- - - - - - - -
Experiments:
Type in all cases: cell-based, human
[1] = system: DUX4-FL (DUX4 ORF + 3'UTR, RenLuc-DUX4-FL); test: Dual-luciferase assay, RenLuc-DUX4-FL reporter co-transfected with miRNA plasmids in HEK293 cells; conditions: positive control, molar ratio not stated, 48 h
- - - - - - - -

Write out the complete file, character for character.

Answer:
Experiments:
Type in all cases: cell-based, human
[1] = system: DUX4-FL (DUX4 ORF + 3'UTR, RenLuc-DUX4-FL); test: Dual-luciferase assay, RenLuc-DUX4-FL reporter co-transfected with miRNA plasmids in HEK293 cells; conditions: positive control, molar ratio not stated, 48 h